Another Earth (2011)

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Another Earth: Directed by Mike Cahill. With Brit Marling, Matthew-Lee Erlbach, DJ Flava, William Mapother. On the night of the discovery of a duplicate Earth in the Solar system, an ambitious young student and an accomplished composer cross paths in a tragic accident.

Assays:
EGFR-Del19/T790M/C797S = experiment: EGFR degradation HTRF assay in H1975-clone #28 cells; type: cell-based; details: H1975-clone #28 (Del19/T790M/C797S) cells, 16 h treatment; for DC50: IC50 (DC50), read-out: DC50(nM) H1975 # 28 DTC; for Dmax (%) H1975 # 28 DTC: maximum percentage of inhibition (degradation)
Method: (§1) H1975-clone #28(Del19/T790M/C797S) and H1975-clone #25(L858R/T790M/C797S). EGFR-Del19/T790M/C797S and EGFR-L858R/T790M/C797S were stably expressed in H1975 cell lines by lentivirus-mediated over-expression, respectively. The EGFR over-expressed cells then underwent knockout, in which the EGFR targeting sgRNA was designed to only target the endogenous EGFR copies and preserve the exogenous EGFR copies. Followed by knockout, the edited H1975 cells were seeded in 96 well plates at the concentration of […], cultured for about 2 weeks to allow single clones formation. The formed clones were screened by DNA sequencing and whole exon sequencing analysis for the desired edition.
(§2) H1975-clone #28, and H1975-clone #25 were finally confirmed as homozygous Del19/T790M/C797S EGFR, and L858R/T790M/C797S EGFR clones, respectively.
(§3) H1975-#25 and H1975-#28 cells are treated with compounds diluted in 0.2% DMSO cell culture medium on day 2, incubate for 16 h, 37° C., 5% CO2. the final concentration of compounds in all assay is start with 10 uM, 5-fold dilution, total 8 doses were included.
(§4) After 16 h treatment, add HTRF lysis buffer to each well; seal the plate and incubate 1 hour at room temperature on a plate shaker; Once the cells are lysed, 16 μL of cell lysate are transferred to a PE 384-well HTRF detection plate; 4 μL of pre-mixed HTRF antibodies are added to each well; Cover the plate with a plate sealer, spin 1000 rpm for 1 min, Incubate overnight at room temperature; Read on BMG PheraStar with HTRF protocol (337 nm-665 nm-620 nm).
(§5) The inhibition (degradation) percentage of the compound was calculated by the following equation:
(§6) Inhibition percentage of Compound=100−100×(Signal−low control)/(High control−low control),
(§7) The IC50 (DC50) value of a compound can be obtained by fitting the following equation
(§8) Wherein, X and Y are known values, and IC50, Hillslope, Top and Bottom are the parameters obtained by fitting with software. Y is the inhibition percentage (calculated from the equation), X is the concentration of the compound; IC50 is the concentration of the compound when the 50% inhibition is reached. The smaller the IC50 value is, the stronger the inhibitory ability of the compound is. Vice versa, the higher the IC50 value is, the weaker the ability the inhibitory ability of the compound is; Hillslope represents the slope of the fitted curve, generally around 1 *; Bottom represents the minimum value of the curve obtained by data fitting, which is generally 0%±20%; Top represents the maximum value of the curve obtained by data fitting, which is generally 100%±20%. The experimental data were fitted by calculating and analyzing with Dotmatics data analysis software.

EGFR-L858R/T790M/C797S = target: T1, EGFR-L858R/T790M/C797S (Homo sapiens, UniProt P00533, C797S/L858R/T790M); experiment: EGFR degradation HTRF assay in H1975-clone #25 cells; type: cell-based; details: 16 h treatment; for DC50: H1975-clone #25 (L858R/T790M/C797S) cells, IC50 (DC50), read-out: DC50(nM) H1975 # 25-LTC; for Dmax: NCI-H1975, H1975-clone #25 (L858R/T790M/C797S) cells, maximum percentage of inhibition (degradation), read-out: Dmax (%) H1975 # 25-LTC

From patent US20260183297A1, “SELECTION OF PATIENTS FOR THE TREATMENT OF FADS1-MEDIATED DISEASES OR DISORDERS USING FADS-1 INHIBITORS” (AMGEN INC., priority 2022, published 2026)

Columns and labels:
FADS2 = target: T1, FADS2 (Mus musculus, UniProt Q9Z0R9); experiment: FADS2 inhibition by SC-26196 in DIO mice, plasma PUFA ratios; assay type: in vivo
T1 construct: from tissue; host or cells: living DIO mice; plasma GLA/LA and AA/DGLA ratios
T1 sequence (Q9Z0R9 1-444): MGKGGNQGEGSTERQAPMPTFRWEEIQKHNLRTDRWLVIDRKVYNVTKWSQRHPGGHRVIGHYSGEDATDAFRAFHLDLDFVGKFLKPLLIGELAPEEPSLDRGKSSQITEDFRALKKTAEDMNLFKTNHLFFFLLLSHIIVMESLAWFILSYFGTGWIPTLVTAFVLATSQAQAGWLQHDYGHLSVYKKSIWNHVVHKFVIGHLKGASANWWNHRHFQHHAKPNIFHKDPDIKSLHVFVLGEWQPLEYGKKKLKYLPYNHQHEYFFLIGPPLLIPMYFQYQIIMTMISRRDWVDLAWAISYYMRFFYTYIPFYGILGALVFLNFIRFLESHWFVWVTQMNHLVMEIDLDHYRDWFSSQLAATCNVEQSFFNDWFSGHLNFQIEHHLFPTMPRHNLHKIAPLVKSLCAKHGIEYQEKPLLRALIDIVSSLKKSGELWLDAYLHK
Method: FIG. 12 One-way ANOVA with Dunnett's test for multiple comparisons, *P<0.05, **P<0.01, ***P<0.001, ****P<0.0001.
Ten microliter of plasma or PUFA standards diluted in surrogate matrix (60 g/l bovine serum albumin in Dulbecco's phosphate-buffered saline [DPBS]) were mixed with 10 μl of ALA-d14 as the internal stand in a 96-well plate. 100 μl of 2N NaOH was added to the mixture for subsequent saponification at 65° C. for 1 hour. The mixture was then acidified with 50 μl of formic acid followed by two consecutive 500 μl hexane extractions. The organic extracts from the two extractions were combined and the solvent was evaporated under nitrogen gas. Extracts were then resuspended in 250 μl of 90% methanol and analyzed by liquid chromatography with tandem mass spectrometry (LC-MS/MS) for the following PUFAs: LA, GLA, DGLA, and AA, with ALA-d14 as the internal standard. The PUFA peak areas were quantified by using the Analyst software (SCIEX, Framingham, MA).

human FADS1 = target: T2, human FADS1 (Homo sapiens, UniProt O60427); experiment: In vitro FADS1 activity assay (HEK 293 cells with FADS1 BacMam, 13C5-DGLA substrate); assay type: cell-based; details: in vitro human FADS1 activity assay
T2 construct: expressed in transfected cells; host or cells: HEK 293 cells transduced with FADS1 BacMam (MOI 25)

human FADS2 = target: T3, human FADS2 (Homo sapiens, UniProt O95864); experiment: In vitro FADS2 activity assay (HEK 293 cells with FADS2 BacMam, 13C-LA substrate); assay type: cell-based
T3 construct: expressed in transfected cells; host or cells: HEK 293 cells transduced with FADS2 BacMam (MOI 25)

“There are more than a couple of things going on here. For the casual viewer, this may be invisible to the naked eye. Having said that, if you pay a little attention, you will not only comprehend its core message, you will begin to truly appreciate the concept behind its making. Do not be thrown off by its subtle science fiction elements. If you find yourself questioning its genre, the actual story lies firmly wedged between drama and art. For this reviewer, the sci-fi aspect stands as a metaphor that powers the filmu0026#39;s message.u003cbr/u003eu003cbr/u003e17 year old Rhoda Williams (Brit Marling) has just been accepted into MIT (Massachusetts Institute of Technology). Her celebration is short-lived when after a night of partying, crashes her car into a vehicle driven by John Burroughsu0026#39; (William Mapother), instantly killing his wife and son. Although Rhoda appears to be intoxicated, her distraction comes from a radio broadcast stating the discovery of a planet that closely resembles Earth. Four years later, Rhoda is released from prison; her spirit broken and dreams shattered, she takes up a janitoru0026#39;s position at a local school. At this point, there are various theories about the other planet. When contact is made, it is established that the other planet is in fact a mirror Earth having entered our solar system from a parallel dimension. Preparations are made to travel to the other Earth and Rhoda participates in a competition to become one of the first civilians to accompany astronauts to the approaching mirror Earth. After cleaning the school for some time, Rhoda approaches John with the intention of apologizing for her carelessness, but loses her nerve and poses as a maid-to-order cleaner. A music professor at Yale, John has become an alcoholic with disregard for his profession ever since the accident. He buys into Rhodau0026#39;s pretence and has her clean his house once a week. In time, she helps him overcome his grief but never discloses who she really is. Just when they seem to be drawn to each other, Rhoda wins the competition to travel to the other Earth. She must now decide between confronting her demons and telling John the truth or escape her past and start a new life on the other Earth. u003cbr/u003eu003cbr/u003eUntil this point, the story unfolds remarkably in an easy to watch, evenly paced narrative. As a viewer, I was captivated right from the start. Co-written by Marling and director Mike Cahill, the screenplay has impeccable character detail relating to ample areas that allow us to probe within our own faults and limitations. As the lead character, Rhoda Williams is a bright individual with an even brighter future who throws it all away with just one stupid mistake. How many of us can look within ourselves and honestly claim that we have never made a mistake worth regretting? If you can raise a hand to that question then you must be a renowned hero, or one very self-righteous individual. Cahillu0026#39;s biggest accomplishment is in Rhodau0026#39;s character study— An intelligent and ambitious teenager reduced to a confused and troubled adult, but a wiser one having learnt from her mistake. In giving life to this character, Marling is flawless and ironically powerful as a helpless woman fallen from grace. After this movie, I can only expect that we are about to see a lot more of Marling in the years to come. William Mapother as John is almost as inspiring as a man who has lost everything but the heart to recovery. With nothing to lose, it is always easy to give up on life, but Mapother does an exceptional turn around with John and gives closure to his character. Kumar Pallana has very few scenes in this movie but plays a vital role in mentoring Rhoda into redemption. He does this without much dialogue but with uncanny screen charisma. u003cbr/u003eu003cbr/u003eAs a debut directorial, Cahill also gets top credit for the picture post-card cinematography. Beautiful would be an understatement. We have cinematography dependent films with similar themes in GATTACA and SOLARIS, but nothing compares to the way Cahill renders his landscape in this movie. Also noteworthy is the pulsating score, used sparingly but effectively. Additionally, there is a scene on how to make music using a tool that is usually annoying to the ear. Amazing! For a shoe-string budget, this film did not win two awards at the 2011 Sundance Film Festival by pot-luck. That alone should silence haters for questioning the filmu0026#39;s scientific logic or lack of. This is not about conquering another planet (done to death!) or alien invasions. It is about redemption through self-discovery and re-invention of oneu0026#39;s self esteem by learning from the past and learning to let go of the past. It is about looking at a mirror image of oneu0026#39;s self as opposed to assuming everything is perfect. For a drama, this film is as beautiful as it is poetic. Just donu0026#39;t expect any eye-popping special effects. There are tons of other movies catering to that need.”


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